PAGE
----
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Tyson Wednesday, 21 June, 2000, 17:14 GMT 18:14 UK
The Tyson story: part two
1995: Returning to the ring after prison
By BBC Sport Online's Sanjeev Shetty.

The stunning defeat by the little-known Buster Douglas in 1990 was a huge setback in Mike Tyson's quest to dominate world heavyweight boxing.

His rehabilitation over the next 18 months was successful - but by the summer of 1991, a new problem loomed as he faced the possibility of incarceration after being charged with raping Desiree Washington, a participant at a beauty contest.

By February 1992, he had been found guilty of the charge and was given a 10-year jail sentence.

There is no doubt that serving the entire sentence would have brought an end to Tyson's boxing career.

But four years of the term were suspended and under Indiana state rules, the boxer was entitled to a day's parole for every day served in good behaviour.

Sure enough, he was released in 1995 and was back in the ring later that summer.

Holyfield and Tyson
Evander Holyfield: The man Tyson couldn't beat
By March 1996, Tyson had regained a portion of the heavyweight title with a three round demolition of former foe Frank Bruno.

Another title followed soon after with a single round knockout over Bruce Seldon. That win set up a showdown with Evander Holyfield.

The background to the fight was intriguing, as the pair had been feted to meet on two previous occasions, in 1990 and 1991, but Tyson's loss to Douglas and his legal problems forced those cancellations.


While neither fighter was anywhere near their prime for this encounter, they provided a notable duel which ended in a conclusive defeat for Tyson in 11 rounds.

The subsequent rematch the following summer earned Tyson the in-ring notoriety that had so far escaped him, as he bit off a portion of Holyfield's right ear.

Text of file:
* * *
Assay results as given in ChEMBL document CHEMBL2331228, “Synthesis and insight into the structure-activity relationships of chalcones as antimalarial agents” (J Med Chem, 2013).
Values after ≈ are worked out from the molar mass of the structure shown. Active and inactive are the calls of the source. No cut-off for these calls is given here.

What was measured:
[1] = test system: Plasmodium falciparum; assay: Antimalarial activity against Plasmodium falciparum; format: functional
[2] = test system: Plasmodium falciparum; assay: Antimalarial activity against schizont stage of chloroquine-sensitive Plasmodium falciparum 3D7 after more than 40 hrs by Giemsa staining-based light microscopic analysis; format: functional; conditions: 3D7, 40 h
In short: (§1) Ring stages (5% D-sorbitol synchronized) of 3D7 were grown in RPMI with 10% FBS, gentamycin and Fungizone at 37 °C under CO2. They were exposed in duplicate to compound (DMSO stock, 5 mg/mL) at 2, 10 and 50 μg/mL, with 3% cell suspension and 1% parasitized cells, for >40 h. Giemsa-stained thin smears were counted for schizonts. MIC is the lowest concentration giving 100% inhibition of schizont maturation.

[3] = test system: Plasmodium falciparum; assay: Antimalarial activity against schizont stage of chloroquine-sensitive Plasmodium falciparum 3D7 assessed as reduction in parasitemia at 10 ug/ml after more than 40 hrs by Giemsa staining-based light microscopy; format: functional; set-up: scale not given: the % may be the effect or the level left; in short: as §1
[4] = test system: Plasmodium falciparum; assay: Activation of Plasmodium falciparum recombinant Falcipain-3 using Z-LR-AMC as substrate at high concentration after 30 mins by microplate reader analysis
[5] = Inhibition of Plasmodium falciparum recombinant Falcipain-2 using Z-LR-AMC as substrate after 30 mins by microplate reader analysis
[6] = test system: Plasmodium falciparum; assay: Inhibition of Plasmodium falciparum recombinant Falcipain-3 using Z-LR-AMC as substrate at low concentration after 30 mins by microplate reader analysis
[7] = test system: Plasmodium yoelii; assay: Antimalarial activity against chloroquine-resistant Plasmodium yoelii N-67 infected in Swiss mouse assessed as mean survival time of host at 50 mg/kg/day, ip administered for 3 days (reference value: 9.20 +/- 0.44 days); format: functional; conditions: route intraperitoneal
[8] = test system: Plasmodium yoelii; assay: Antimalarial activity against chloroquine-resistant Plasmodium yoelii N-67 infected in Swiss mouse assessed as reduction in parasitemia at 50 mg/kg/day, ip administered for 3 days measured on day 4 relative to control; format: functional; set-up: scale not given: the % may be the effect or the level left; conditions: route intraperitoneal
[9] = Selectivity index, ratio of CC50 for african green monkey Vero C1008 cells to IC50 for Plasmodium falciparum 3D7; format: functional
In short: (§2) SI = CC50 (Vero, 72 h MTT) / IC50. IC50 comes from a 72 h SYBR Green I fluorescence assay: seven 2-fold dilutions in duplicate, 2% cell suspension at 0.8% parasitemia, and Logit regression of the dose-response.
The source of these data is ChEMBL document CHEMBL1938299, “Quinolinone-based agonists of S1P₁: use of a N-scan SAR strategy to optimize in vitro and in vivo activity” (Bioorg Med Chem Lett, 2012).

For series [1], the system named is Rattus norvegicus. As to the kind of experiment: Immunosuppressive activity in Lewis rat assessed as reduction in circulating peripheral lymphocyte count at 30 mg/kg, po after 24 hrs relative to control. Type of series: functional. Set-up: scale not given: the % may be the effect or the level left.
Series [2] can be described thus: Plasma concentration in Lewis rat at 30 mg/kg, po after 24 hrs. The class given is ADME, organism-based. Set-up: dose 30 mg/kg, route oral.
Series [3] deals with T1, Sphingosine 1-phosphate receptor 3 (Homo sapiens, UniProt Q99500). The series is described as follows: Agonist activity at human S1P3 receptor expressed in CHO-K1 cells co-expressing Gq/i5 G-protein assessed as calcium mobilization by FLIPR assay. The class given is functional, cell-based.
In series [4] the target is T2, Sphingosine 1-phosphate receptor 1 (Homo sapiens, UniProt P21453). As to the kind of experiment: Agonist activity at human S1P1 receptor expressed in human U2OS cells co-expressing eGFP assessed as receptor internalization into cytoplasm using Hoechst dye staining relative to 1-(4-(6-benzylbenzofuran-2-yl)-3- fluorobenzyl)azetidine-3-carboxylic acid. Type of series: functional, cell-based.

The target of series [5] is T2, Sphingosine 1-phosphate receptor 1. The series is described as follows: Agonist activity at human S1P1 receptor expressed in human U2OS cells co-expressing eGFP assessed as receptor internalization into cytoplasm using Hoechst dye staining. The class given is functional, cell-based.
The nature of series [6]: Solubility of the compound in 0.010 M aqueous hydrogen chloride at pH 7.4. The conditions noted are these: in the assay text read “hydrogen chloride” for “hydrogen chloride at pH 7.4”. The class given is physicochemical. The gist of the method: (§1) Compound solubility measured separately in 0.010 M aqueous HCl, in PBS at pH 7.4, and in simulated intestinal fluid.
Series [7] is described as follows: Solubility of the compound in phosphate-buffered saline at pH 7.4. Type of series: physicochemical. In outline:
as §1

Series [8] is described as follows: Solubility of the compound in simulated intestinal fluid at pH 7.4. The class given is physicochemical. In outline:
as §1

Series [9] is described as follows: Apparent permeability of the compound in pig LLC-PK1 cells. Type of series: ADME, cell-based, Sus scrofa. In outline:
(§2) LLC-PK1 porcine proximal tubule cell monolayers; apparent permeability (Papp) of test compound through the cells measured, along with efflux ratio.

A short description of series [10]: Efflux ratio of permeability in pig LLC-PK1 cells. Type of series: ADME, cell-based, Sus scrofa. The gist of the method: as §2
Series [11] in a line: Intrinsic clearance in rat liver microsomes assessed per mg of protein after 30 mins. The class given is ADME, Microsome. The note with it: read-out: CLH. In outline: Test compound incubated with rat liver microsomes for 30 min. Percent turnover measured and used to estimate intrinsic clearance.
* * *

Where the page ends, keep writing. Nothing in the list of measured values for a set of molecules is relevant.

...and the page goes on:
The Nevada sports authority had little hesitation in suspending Tyson from the ring for a year.

Mike Tyson
Bored at yet another press conferebce
Following his three-year incarceration, Tyson did not need any more time away from the ring.

During his year out, he participated briefly in the World Wrestling Federation and earning handsomely from his efforts.

When his ban was lifted at the end of 1998, he booked an immediate return to the ring, but without promoter King at his side.


After struggling to subdue South African Francois Botha in five rounds - the same fighter who faces Britain's Lennox Lewis this July - Tyson was sent to prison again for a year in February 1999 for his 'road rage' attack on two motorists.

He was released after just three months, but again his career was being blighted by these enforced absences from the ring.

After a no-contest against Orlin Norris in November of that year, Tyson found that for the first time America no longer wanted to see him fight.

He took to the road, with Manchester the first venue for a two-round annhiliation of British champion Julius Francis.

Mike Tyson
On trial for rape
Approaching his 34th birthday, Tyson has maybe two years left before his skills erode totally.

In his prime, he was a fast, accurate and heavy puncher who understood the science of boxing better than most ring assassins.

In his current form, only the adjective heavy applies. He still hits hard, but the days of lightning combinations and solid defence are well past.

Few believe he would stand a chance against undisputed champion Lewis and many doubt whether he could even beat the ageing Holyfield.

The story moves on to Glasgow - even Holmes could not have predicted that Tyson would end his career fighting in Scotland.

Click here for part one of the Tyson story.

Tyson in Scotland
Click on the stories below for background and features

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